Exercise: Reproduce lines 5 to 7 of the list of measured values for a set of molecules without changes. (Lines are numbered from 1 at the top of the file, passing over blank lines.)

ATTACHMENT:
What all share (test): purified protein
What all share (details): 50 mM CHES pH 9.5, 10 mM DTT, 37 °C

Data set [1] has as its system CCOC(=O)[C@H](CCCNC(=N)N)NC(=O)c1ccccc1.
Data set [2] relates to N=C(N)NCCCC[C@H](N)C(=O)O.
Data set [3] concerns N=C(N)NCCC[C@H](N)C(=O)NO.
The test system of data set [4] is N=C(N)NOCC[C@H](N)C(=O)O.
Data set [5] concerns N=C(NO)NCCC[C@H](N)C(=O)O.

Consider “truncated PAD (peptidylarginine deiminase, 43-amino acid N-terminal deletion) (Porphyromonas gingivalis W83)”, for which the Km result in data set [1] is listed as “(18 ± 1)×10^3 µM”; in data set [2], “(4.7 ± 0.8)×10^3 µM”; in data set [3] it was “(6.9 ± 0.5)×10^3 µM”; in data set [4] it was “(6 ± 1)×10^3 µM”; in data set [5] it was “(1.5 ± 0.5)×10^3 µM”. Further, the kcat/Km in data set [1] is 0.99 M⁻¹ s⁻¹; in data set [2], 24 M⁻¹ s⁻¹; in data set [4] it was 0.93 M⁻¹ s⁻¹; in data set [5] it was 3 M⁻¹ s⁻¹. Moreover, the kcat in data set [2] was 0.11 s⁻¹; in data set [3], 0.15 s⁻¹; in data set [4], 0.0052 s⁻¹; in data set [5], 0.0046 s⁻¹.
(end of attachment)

Data set [3] concerns N=C(N)NCCC[C@H](N)C(=O)NO.
The test system of data set [4] is N=C(N)NOCC[C@H](N)C(=O)O.
Data set [5] concerns N=C(NO)NCCC[C@H](N)C(=O)O.